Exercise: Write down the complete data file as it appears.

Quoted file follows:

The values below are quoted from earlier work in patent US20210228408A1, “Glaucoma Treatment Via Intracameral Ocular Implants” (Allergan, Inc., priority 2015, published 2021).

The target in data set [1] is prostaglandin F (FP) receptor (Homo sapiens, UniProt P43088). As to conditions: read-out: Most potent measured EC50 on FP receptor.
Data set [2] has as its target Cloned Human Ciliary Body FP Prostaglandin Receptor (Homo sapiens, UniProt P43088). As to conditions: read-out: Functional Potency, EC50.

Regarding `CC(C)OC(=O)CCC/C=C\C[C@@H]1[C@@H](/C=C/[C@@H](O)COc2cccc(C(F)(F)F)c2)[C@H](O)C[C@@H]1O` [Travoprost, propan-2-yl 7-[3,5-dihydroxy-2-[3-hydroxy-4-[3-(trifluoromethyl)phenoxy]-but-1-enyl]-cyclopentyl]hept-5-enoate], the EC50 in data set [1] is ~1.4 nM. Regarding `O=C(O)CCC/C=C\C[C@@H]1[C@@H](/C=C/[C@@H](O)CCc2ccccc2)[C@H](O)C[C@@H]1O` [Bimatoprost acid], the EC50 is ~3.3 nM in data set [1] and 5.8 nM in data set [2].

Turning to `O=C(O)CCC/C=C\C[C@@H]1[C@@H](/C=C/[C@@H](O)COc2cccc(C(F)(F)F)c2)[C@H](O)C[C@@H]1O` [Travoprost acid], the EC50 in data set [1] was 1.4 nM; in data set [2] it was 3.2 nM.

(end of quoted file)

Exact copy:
The values below are quoted from earlier work in patent US20210228408A1, “Glaucoma Treatment Via Intracameral Ocular Implants” (Allergan, Inc., priority 2015, published 2021).

The target in data set [1] is prostaglandin F (FP) receptor (Homo sapiens, UniProt P43088). As to conditions: read-out: Most potent measured EC50 on FP receptor.
Data set [2] has as its target Cloned Human Ciliary Body FP Prostaglandin Receptor (Homo sapiens, UniProt P43088). As to conditions: read-out: Functional Potency, EC50.

Regarding `CC(C)OC(=O)CCC/C=C\C[C@@H]1[C@@H](/C=C/[C@@H](O)COc2cccc(C(F)(F)F)c2)[C@H](O)C[C@@H]1O` [Travoprost, propan-2-yl 7-[3,5-dihydroxy-2-[3-hydroxy-4-[3-(trifluoromethyl)phenoxy]-but-1-enyl]-cyclopentyl]hept-5-enoate], the EC50 in data set [1] is ~1.4 nM. Regarding `O=C(O)CCC/C=C\C[C@@H]1[C@@H](/C=C/[C@@H](O)CCc2ccccc2)[C@H](O)C[C@@H]1O` [Bimatoprost acid], the EC50 is ~3.3 nM in data set [1] and 5.8 nM in data set [2].

Turning to `O=C(O)CCC/C=C\C[C@@H]1[C@@H](/C=C/[C@@H](O)COc2cccc(C(F)(F)F)c2)[C@H](O)C[C@@H]1O` [Travoprost acid], the EC50 in data set [1] was 1.4 nM; in data set [2] it was 3.2 nM.